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Why forestry is Indonesia's best hope

  • Wimar Witoelar
    Wimar Witoelar

    Founder of Intermatrix Communications, which advises the civil society group Indigenous Peoples Alliance of the Archipelago (AMAN)

Jakarta | Wed, March 15, 2017 | 09:57 am
Why forestry is Indonesia's best hope Conserving forests: An aerial picture taken by a joint police-military patrol shows piles of woods from alleged illegal logging in Giam Siak Kecil-Bukit Batu, a biosphere reserve in Bengkalis, Riau, on Feb. 24. (Antara/FB Anggoro)

Most Indonesians are not generally aware of the real value of our forests. In fact, only the current government has given forests their rightful place in the Cabinet structure, placing it as a function of the environment strategy.

As in many developing countries endowed with tropical forests, Indonesia has always seen forests in the perspectives of security. The dense foliage of tropical forests allows concealment of activities that could be sensitive and detrimental to government oversight.

Modern satellite technology and sophisticated aerial monitoring have made forests less opaque, but still governments do not feel secure, especially when the forests are in border areas. Forests have been seen as sources of wealth to be allocated to politicians or military officials in return for political loyalty.

The situation is changing as electoral democracy takes hold in Indonesia and political patronage changes form into political accommodation. Corruption is being battled actively as the Corruption Eradication Commission (KPK) probes massive forestry cases; many of the people involved in rent-seeking behavior connected to forests are being constrained by law enforcers and independent media.

A major work by Frances J. Seymour has covered the Indonesian story along with other tropical forest countries in the world. The book is Why Forests ? Why now ? published by the Center for Global Development. It is timely as well as powerful. She points out that Brazil has made the single most important reduction in carbon emissions — more than any other country — by reducing the deforestation rate in the Amazon by 80 percent. Indonesia has equal potential.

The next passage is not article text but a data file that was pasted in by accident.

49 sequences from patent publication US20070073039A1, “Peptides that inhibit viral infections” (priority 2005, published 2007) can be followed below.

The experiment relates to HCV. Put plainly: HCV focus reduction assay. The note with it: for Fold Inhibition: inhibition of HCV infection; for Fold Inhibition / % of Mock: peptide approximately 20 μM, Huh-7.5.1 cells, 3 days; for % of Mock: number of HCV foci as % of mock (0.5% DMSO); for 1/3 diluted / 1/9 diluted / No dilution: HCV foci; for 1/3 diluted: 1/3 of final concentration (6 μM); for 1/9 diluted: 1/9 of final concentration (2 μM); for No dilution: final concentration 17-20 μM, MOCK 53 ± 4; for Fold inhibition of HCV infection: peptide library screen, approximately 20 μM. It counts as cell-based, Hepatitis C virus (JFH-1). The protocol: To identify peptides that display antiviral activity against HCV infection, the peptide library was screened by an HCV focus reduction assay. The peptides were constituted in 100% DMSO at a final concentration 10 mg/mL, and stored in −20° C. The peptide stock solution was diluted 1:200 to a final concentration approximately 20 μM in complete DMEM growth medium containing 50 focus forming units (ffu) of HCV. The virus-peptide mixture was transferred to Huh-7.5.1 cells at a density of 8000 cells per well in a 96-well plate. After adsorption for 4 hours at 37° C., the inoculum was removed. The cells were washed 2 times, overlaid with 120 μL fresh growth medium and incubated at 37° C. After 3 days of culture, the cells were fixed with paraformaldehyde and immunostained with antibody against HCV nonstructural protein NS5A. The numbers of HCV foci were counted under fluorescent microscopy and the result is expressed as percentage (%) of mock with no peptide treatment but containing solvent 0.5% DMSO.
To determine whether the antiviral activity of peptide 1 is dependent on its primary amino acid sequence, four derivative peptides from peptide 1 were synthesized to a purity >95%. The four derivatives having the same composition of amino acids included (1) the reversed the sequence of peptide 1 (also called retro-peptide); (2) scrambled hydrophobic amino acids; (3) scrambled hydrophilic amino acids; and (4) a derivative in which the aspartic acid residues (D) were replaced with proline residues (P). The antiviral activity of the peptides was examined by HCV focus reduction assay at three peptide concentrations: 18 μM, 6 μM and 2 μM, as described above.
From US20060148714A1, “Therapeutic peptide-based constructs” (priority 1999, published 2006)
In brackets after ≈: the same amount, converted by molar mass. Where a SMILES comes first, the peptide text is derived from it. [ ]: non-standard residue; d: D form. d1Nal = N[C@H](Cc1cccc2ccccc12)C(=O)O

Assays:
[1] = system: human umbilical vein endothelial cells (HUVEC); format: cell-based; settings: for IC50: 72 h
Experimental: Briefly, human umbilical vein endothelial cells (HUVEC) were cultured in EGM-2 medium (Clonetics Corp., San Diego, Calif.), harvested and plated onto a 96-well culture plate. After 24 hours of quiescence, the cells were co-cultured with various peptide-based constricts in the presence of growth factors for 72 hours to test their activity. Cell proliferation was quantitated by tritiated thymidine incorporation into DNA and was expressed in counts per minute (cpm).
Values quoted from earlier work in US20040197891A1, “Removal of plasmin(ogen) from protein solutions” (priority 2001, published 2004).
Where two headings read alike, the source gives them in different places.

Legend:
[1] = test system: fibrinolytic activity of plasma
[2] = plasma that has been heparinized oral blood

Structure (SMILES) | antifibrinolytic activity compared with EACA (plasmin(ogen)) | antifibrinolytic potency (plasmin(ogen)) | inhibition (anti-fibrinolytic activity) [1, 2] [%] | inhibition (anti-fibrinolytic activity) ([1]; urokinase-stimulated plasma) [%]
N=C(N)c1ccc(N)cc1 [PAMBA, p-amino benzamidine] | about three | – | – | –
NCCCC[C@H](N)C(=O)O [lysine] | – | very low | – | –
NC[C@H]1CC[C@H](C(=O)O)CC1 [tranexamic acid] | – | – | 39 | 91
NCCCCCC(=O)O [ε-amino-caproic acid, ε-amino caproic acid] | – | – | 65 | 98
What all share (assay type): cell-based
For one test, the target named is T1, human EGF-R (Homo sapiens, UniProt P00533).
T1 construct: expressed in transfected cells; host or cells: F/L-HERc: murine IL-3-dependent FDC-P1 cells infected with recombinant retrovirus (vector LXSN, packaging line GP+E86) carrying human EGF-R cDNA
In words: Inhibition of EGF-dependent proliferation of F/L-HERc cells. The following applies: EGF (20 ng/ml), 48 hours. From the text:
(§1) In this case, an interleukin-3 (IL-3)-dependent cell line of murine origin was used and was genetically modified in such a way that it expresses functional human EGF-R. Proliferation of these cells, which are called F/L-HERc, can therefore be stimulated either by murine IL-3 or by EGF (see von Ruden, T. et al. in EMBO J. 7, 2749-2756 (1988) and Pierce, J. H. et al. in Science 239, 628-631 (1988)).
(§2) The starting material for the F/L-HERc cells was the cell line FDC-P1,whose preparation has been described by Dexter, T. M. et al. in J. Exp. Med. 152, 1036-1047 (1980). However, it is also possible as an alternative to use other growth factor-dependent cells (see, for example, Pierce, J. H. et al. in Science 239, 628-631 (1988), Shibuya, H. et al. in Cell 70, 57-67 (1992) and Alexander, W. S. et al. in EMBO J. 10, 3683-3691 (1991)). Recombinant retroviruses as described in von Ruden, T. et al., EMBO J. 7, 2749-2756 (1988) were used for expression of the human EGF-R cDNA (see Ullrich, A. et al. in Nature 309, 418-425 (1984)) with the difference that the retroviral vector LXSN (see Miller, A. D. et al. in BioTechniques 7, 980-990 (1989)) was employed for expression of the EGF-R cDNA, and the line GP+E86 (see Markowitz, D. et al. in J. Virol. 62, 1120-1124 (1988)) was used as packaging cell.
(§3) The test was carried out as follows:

Among the reasons for Brazil’s success were the government’s willingness to enforce the law against illegal forest clearing and to recognize indigenous territories. If the Indonesian government’s political will is sustained in enforcing President Joko “Jokowi” Widodo’s commitment to peatland protection and empowering indigenous communities to protect their forests, Indonesia could be the next global climate hero.

President Jokowi’s commitment to forestry reform continues the position of the previous government under Susilo Bambang Yudhoyono. It has in turn empowered local constituencies, primarily indigenous peoples, advocates of good governance and political leaders seeking legitimacy on the global stage. Seymour’s book consolidates years of experience in following REDD+ as a payfor-performance scheme that has committed US$1 billion to a paradigm shift in forest management.

There is now formal and growing recognition of the historic bond between Indonesian forests and indigenous peoples. Their traditional wisdom has maintained forests for generations. They are chronically in danger of giving up their natural habitat under pressure from commercial interests.

Indigenous peoples are equipped with fundamental legal rights to their forests. In fact, it is expressed in the highest law of the land, the Constitution.

It is the platform for expanding the rights and the institutional format of national forest management.